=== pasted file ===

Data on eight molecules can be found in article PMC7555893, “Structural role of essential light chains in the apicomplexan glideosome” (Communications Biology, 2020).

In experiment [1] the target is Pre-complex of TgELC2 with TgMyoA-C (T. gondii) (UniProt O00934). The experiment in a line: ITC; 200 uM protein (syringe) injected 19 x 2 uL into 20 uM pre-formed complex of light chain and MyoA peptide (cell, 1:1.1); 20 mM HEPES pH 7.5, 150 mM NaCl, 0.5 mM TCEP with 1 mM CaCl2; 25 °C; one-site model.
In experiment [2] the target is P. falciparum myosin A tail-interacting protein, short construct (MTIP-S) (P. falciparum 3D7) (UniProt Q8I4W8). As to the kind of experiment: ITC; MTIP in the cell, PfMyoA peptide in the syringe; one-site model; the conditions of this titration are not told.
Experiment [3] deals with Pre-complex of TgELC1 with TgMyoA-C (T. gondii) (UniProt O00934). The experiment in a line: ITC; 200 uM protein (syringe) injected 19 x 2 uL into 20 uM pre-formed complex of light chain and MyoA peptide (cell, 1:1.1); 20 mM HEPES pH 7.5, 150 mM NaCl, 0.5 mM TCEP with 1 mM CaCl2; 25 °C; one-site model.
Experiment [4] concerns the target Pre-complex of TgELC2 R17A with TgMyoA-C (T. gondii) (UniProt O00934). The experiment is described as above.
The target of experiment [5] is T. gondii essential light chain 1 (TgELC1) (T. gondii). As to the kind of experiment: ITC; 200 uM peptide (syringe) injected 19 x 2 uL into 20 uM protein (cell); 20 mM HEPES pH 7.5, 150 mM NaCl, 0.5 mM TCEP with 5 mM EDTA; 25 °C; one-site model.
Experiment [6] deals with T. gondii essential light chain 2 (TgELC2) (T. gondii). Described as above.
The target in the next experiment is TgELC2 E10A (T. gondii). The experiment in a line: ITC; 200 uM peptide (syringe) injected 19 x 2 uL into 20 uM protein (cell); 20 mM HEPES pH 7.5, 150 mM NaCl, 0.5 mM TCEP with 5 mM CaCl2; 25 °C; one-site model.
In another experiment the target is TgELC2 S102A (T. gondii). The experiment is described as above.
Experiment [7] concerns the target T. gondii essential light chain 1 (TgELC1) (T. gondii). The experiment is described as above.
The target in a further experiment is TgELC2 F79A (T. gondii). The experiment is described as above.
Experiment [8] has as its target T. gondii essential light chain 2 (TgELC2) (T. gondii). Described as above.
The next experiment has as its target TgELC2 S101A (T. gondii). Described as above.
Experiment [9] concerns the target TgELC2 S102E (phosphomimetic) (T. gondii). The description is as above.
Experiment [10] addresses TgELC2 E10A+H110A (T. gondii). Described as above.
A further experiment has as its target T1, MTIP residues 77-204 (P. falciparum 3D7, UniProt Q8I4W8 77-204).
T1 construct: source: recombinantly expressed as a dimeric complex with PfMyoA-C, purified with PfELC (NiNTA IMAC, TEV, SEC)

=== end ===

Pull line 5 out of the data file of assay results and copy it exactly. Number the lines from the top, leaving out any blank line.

Experiment [4] concerns the target Pre-complex of TgELC2 R17A with TgMyoA-C (T. gondii) (UniProt O00934). The experiment is described as above.